Leadership and the Integrated Care System.
Integrated care systems (ICS) are fragile and still developing. The five year forward view (FYFV) gave system leaders a broad direction of travel but did not deliver the detail required for implementation.
The key to successful implementation and development of Integrated Care systems is robust system leadership.
Leaders of the system need to give their followership a vison and reason for being participants in the development of new models of care and this can only be achieved by developing trust, but progress only occurs at the speed of trust and when bringing together mighty systems, trust is most often the missing ingredient.
There has to be a joint vision and purpose as we develop this new way of delivering care for our populations with the starting point being an agreed purpose.
The most successful companies sell their products to us from the inside out, that is the “WHY”. If you consider “Apple” as an example, they tell us about why they are here not what their products do. They have a sustainable purpose, to give us, the consumer, products that make our lives easier. They are here to make lives better through quality products that meet our needs in a demanding and high-pressured world. You will rarely hear or see companies like Apple selling the latest speed of the technology, or the size of the memory, no, it’s all about the purpose of the company and the impact they want to have on our lives.
Simon Senik talks about the “Golden Circle” the “Why” first, the “How” second and the “What” last. Most organisations work from the outside of the circle to its centre. That is the “What’s it all about” first, what can this product do for you, rather than telling us why they are here, forgetting about the very thing that we all buy into, the Purpose. Have a look at Simon Senik here: https://www.ted.com/talks/simon_sinek_how_great_leaders_inspire_action
Leaders in the NHS need to create the same purpose and vision for both system users, patients and employees.
The starting point for each of the ICS’s, is very different as is their size and complexity but ultimately, they all have to work on their governance structures as well as how they are going to change the service model. Most importantly, they have to sell the purpose and the vision.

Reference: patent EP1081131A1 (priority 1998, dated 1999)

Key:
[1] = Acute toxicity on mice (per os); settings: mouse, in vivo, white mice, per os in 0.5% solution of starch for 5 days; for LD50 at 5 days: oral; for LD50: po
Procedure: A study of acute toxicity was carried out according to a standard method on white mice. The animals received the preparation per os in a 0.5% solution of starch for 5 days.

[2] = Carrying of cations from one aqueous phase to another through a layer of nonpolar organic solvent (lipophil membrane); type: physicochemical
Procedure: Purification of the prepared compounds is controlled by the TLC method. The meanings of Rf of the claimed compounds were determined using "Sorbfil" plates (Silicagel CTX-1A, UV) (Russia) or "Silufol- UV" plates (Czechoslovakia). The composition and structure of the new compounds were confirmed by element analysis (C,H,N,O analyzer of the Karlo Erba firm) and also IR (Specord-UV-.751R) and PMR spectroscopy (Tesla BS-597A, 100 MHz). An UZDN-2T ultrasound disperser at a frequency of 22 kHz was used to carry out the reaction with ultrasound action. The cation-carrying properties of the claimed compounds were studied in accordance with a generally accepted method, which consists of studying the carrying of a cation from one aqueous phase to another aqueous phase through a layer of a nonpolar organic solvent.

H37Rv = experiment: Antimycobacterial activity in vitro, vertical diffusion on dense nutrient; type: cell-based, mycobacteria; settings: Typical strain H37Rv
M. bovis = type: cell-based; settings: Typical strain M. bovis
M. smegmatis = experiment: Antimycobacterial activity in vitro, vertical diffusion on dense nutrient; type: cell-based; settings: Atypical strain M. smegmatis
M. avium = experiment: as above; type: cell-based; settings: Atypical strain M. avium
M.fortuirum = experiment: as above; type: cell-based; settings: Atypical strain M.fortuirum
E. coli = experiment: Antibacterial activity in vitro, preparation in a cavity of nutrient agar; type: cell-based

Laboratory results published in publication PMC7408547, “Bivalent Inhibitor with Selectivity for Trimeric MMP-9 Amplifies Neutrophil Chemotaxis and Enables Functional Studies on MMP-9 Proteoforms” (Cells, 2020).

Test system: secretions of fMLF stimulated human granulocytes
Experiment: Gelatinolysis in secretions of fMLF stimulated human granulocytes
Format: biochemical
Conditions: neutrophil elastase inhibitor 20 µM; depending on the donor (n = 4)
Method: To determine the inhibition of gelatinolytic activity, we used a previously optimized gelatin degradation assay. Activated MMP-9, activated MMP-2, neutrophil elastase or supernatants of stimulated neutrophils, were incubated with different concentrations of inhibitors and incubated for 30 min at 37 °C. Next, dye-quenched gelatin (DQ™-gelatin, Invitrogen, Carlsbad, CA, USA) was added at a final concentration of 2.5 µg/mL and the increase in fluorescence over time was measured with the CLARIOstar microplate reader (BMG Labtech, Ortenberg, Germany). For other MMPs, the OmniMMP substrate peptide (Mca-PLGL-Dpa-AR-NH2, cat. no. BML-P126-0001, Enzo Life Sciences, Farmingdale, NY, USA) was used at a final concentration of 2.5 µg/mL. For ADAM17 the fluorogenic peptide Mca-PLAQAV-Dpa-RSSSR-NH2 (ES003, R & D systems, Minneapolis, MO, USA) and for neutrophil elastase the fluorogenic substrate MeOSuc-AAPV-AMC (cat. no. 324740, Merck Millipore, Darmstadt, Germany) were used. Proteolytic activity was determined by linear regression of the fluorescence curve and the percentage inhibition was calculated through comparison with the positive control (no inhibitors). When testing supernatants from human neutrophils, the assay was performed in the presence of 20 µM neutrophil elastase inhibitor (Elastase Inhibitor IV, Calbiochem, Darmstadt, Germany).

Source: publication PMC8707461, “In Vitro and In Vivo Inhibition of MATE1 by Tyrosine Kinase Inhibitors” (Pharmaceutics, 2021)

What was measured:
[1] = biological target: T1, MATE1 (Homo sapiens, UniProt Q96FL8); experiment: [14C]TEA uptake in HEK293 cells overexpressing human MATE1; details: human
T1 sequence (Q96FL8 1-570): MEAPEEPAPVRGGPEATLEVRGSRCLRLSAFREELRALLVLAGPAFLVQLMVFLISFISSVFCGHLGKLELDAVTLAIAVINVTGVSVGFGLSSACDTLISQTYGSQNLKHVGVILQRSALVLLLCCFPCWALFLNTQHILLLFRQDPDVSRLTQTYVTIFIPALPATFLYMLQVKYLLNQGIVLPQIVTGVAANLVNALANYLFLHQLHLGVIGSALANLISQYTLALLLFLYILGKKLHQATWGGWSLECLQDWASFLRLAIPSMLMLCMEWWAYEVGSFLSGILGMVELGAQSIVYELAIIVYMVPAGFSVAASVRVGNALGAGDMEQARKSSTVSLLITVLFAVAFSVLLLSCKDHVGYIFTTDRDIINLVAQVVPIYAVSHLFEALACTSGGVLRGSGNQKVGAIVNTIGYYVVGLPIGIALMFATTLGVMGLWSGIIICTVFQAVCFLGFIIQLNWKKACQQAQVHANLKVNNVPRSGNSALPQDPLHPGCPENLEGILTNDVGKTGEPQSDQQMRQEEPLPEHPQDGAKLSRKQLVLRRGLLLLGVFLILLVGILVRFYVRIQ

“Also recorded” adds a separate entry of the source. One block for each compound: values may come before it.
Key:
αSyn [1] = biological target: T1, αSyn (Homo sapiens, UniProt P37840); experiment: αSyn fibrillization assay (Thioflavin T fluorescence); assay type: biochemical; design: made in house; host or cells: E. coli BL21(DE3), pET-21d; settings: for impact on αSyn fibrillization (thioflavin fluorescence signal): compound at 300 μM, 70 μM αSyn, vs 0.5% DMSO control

Leadership remains the key to the success of this process.
In a recent paper published by the Kings Fund, it suggests that in “order to achieve success, organisational leaders will need to surrender some of their autonomy in pursuit of the greater good of the populations they collectively serve, and national leaders to act urgently to enable systems of care to evolve rapidly”. (C.Ham. H. Alderwick. Place based systems of care, A way forward for NHS England. November 2015). https://www.kingsfund.org.uk/sites/default/files/field/field_publication_file/Place-based-systems-of-care-Kings-Fund-Nov-2015_0.pdf
At the Kings Fund summit just this week, Chris Ham Said “Integrated Care Systems” are writing the manuscript. To sum it up, there is no user manual or instructions as to how these new integrated systems are going to work, they are having to make it up and they will all be different, as the essence of this new way of working is population and place-based health care.
There seems to be agreement on five key principles to developing robust system leadership:
- Develop a shared purpose and vision. (The Why)
- Frequent personal contact- walk the floor, go to gemba. As a philosophy, Gemba is a reminder to managers of all levels that sitting in an office isolates them from ‘real’ processes and work. In Gemba there is a drive for management & leaders to stay connected with the shop floor (the place where the real action occurs. (Taken from the philosophy of Lean 6 sigma)
- Surface and resolve conflict.
- Behave altruistically towards each other.
- Commit to working together for the long term.
As we move forward with the development of ICS, the leaders of the NHS and we as followers, will need to embrace change and new ways of working. We will have to find “New Cheese” and in order to do that, the organisational leadership will have to embrace innovation and work to integrate systems, people and resources for the longer term.
This will undoubtedly leave some feeling betrayed.
Ronald Heifetz talks about “One person’s innovation can cause another person to feel incompetent, betrayed or irrelevant, not many people like to be “rearranged”. Leadership, therefore requires the diagnostic ability to recognise those losses and the predicable defensive patterns of response that operate at the individual and systemic level. (Heifetz, R (1992). The practice of Adaptive leadership. (1st edition ed.). United States of America: Harvard Business Review Press).
None of this is easy but the NHS has Ordinary People that Achieve Extraordinary Results Always, therefore lets makes this an OPERA moment and not a BOHICA moment!